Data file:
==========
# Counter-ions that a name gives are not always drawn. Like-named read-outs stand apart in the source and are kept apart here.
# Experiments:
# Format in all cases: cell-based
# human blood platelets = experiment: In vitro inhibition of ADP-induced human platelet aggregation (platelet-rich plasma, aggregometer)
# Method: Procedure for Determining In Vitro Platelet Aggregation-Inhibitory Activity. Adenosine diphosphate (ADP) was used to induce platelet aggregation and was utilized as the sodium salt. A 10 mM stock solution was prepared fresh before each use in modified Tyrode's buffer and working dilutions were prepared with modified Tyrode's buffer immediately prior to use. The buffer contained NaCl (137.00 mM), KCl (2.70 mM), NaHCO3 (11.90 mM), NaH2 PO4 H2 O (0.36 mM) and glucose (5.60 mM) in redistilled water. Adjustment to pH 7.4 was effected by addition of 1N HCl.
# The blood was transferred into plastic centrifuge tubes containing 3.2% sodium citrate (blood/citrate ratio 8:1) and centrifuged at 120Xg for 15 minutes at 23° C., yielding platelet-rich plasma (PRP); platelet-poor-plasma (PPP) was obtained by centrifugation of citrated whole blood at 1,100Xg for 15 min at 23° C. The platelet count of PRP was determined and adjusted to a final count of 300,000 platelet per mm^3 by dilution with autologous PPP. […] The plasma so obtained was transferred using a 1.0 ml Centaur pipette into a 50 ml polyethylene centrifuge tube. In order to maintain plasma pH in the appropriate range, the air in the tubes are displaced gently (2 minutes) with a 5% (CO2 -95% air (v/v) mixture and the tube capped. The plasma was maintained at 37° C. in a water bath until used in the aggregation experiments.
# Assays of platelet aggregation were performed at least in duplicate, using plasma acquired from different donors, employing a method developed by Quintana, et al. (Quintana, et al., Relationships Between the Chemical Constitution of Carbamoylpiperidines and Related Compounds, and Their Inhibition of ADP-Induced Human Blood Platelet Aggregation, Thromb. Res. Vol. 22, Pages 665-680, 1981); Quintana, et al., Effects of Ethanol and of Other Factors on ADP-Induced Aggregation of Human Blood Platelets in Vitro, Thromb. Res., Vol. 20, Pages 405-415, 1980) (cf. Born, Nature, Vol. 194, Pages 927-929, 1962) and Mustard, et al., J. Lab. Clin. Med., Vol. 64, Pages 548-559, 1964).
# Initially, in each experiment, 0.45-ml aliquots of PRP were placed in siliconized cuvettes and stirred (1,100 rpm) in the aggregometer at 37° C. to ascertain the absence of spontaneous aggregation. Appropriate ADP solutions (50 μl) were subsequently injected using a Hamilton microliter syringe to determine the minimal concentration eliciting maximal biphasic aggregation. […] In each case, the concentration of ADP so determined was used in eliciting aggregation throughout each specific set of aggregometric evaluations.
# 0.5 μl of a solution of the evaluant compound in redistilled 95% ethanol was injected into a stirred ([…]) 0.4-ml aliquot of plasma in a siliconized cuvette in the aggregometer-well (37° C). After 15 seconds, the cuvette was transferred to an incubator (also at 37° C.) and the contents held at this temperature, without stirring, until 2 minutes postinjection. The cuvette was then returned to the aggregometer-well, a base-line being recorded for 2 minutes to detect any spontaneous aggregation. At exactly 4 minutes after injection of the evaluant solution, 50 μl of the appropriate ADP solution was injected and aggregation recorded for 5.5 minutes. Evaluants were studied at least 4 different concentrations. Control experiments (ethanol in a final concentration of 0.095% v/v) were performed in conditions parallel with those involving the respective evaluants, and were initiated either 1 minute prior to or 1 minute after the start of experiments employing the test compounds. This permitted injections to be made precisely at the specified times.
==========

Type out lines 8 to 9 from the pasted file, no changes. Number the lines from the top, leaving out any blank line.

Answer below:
# Initially, in each experiment, 0.45-ml aliquots of PRP were placed in siliconized cuvettes and stirred (1,100 rpm) in the aggregometer at 37° C. to ascertain the absence of spontaneous aggregation. Appropriate ADP solutions (50 μl) were subsequently injected using a Hamilton microliter syringe to determine the minimal concentration eliciting maximal biphasic aggregation. […] In each case, the concentration of ADP so determined was used in eliciting aggregation throughout each specific set of aggregometric evaluations.
# 0.5 μl of a solution of the evaluant compound in redistilled 95% ethanol was injected into a stirred ([…]) 0.4-ml aliquot of plasma in a siliconized cuvette in the aggregometer-well (37° C). After 15 seconds, the cuvette was transferred to an incubator (also at 37° C.) and the contents held at this temperature, without stirring, until 2 minutes postinjection. The cuvette was then returned to the aggregometer-well, a base-line being recorded for 2 minutes to detect any spontaneous aggregation. At exactly 4 minutes after injection of the evaluant solution, 50 μl of the appropriate ADP solution was injected and aggregation recorded for 5.5 minutes. Evaluants were studied at least 4 different concentrations. Control experiments (ethanol in a final concentration of 0.095% v/v) were performed in conditions parallel with those involving the respective evaluants, and were initiated either 1 minute prior to or 1 minute after the start of experiments employing the test compounds. This permitted injections to be made precisely at the specified times.